Disclaimer: Flash flooding is common in ʻIao Valley, particularly in winter. Avoid swimming in the stream on rainy days and always be cautious of the weather. If the watercolor or level begins to change, seek higher ground immediately.

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ʻIao Valley History

ʻIao Valley holds an important place in Hawaiian history. Centuries ago, the area was home to a prosperous Hawaiian community. The water from ʻIao Stream was used for drinking and agriculture, primarily growing taro. Later, in 1790, the valley was the site of one of the most significant battles in Hawaiian history.

The Battle of Kepaniwai was led by King Kamehameha I during his quest to unite the Hawaiian islands under one rule. Kamehameha’s 1,200 troops were evenly matched by Maui’s army, led by Chief Kahekili’s son, Kalanikupule. Ferocious fighting went on for two days. Finally, on the third day, two of Kamehameha’s British advisors helped defeat Maui’s forces using two cannons. Generations later, one of the cannons was found in the valley. History buffs can check it out at the Bailey House Museum, located just minutes from ʻIao Valley State Monument.

Many people on both sides lost their lives in the Battle of Kepaniwai. The death toll was so high that it is said that the bodies of warriors clogged Iao Stream, causing the water to run red. While today ʻIao Valley is a lush and serene escape, it’s important to remember and respect the events that once took place here.

Iao Valley Stream

More recently, ʻIao was ravaged by a devastating flood. On September 13, 2016, floodwaters ripped through the valley at 81,500 gallons per second— 200 times more water than the 35-year average for the same day. As a result, portions of the state monument and Kepaniwai Park collapsed, and several homes in the valley were filled with water. Residents were trapped or forced to seek shelter on their roofs. Iao Valley was closed for a year while crews scrambled to make repairs. While hydraulic models estimate that the flood was a once-in-500-years event, it serves as a reminder of the might and power of flash flooding in Hawaii.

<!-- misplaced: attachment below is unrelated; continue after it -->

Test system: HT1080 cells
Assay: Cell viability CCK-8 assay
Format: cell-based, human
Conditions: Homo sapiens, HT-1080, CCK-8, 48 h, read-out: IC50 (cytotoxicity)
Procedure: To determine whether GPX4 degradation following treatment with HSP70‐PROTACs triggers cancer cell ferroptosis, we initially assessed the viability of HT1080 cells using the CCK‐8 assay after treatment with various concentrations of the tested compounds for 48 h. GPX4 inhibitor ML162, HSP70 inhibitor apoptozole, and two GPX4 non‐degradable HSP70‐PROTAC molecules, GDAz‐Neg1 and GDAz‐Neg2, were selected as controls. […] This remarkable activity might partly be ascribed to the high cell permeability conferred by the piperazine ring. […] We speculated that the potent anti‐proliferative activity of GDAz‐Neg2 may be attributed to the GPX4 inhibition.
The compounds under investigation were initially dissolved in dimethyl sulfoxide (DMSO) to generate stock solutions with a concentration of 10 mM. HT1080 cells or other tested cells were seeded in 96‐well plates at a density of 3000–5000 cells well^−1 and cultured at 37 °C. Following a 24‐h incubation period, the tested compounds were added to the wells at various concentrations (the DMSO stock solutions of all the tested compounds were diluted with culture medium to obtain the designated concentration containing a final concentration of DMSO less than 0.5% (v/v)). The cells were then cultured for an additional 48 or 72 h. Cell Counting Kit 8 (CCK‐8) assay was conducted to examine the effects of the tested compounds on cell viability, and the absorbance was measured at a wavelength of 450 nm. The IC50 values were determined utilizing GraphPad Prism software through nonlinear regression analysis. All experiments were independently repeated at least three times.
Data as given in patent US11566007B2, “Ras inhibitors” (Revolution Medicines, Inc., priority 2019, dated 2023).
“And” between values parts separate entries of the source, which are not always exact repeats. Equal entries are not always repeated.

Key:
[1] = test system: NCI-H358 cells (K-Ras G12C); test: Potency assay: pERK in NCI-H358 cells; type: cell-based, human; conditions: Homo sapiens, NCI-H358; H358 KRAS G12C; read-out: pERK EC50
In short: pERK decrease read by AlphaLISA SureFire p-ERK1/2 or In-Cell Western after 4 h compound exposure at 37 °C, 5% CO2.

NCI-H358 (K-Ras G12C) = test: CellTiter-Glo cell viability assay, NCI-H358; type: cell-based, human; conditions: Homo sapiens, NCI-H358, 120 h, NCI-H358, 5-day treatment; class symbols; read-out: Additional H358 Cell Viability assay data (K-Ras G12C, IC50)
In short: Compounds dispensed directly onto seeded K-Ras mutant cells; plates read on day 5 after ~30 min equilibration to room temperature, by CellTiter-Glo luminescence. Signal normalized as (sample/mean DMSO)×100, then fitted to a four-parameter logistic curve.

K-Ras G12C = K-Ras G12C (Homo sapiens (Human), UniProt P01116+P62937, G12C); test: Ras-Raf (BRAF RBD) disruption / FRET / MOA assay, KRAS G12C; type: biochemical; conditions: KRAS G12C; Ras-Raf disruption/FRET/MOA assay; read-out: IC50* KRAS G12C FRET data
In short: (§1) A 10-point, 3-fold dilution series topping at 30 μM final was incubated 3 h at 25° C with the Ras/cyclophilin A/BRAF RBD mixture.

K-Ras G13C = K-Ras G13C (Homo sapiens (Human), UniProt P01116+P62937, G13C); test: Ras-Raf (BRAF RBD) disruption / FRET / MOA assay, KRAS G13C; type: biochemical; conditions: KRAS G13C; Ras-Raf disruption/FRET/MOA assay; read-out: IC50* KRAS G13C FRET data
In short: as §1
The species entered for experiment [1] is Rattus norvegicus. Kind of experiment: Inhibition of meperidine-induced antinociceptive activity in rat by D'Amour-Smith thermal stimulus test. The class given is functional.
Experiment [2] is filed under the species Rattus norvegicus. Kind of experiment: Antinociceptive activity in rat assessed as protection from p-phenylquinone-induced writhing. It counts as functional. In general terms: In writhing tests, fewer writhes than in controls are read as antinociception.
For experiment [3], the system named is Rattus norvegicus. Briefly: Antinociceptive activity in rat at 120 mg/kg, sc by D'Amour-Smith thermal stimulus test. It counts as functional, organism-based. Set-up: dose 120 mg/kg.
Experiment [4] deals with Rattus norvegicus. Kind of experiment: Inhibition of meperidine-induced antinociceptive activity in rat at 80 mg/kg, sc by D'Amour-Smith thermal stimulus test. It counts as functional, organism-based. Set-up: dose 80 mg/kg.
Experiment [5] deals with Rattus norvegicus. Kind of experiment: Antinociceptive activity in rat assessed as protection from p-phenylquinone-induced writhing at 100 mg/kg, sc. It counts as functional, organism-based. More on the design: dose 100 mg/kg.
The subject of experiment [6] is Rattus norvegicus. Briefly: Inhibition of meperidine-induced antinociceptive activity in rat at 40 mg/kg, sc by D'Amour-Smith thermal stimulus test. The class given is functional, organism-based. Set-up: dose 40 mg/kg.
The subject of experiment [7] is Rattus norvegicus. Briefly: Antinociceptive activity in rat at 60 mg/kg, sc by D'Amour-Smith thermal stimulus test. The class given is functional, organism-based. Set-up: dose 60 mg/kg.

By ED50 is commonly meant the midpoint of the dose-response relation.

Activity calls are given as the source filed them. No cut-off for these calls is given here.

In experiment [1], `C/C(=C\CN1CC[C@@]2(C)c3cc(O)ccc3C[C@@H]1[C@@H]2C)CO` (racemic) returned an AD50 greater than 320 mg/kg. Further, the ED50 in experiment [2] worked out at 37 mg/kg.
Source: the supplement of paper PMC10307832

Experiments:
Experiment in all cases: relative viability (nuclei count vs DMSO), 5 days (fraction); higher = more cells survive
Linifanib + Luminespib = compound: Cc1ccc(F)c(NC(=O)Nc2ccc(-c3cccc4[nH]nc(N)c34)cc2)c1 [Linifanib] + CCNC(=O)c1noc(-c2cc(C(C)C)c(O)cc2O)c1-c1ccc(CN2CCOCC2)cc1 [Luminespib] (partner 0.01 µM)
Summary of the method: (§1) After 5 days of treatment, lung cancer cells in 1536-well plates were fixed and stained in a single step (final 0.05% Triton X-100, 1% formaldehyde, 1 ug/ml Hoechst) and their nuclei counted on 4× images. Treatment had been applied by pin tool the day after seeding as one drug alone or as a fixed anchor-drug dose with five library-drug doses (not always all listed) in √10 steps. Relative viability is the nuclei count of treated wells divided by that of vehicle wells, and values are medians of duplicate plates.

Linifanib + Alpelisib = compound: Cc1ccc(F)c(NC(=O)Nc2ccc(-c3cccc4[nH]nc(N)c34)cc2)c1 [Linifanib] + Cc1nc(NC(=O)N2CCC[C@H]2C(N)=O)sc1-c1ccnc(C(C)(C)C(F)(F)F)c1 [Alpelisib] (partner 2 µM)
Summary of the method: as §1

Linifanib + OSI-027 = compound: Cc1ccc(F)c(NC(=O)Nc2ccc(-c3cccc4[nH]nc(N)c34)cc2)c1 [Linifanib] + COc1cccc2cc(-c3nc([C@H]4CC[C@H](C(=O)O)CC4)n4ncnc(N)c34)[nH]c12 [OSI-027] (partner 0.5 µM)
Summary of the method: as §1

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Iao Valley Geology

Contrary to popular belief, the West Maui Mountains is one enormous eroded volcano rather than a mountain range. Like the other valleys in the West Maui Mountains, ʻIao was etched into the great Mauna Kahalawai by hundreds of thousands of years of wind, rain, and flowing water. Iao Needle is the remnant of a narrow ridge sculpted by millennia of streamflow. Ancient Hawaiians believed the Iao Needle to be the phallic stone of the god Kanaloa.

Iao Valley Greenery

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Kepaniwai Park

Located near the mouth of the valley is Kepaniwai Park. This oft-overlooked section of the valley features a collection of heritage gardens erected to honor the many cultures that make up Hawaii’s diverse population. Visitors will find Japanese pagodas, koi ponds, a Chinese moon gate, Portuguese gardens, and much more. The park also features several pavilions, picnic tables, and grills, and is the site of the Hawaii Nature Center museum. Kepaniwai Park is open daily from 7 am to 5:30 pm.

Iao Valley Gardens